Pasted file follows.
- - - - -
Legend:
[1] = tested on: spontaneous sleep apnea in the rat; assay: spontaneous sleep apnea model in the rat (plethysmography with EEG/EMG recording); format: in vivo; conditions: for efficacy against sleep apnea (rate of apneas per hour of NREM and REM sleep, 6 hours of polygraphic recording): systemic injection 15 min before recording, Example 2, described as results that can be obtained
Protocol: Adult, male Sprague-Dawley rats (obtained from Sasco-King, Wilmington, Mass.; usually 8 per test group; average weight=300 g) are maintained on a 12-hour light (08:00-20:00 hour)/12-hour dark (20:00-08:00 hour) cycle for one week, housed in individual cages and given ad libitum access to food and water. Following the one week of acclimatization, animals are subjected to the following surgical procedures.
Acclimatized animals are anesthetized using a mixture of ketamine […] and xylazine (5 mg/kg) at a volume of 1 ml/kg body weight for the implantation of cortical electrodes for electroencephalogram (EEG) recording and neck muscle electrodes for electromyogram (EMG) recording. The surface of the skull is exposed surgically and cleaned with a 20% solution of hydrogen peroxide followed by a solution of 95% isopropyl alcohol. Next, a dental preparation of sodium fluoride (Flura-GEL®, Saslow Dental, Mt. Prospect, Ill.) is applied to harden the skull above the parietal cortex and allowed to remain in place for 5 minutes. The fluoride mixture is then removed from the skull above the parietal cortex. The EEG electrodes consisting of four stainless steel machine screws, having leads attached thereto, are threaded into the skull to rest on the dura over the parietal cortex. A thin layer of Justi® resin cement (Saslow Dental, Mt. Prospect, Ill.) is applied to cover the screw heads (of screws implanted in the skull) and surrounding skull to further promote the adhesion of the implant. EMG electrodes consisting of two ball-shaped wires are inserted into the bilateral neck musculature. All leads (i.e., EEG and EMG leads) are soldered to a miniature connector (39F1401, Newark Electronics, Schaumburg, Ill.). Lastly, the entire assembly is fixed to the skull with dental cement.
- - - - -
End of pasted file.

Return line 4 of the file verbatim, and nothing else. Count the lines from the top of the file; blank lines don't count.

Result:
Acclimatized animals are anesthetized using a mixture of ketamine […] and xylazine (5 mg/kg) at a volume of 1 ml/kg body weight for the implantation of cortical electrodes for electroencephalogram (EEG) recording and neck muscle electrodes for electromyogram (EMG) recording. The surface of the skull is exposed surgically and cleaned with a 20% solution of hydrogen peroxide followed by a solution of 95% isopropyl alcohol. Next, a dental preparation of sodium fluoride (Flura-GEL®, Saslow Dental, Mt. Prospect, Ill.) is applied to harden the skull above the parietal cortex and allowed to remain in place for 5 minutes. The fluoride mixture is then removed from the skull above the parietal cortex. The EEG electrodes consisting of four stainless steel machine screws, having leads attached thereto, are threaded into the skull to rest on the dura over the parietal cortex. A thin layer of Justi® resin cement (Saslow Dental, Mt. Prospect, Ill.) is applied to cover the screw heads (of screws implanted in the skull) and surrounding skull to further promote the adhesion of the implant. EMG electrodes consisting of two ball-shaped wires are inserted into the bilateral neck musculature. All leads (i.e., EEG and EMG leads) are soldered to a miniature connector (39F1401, Newark Electronics, Schaumburg, Ill.). Lastly, the entire assembly is fixed to the skull with dental cement.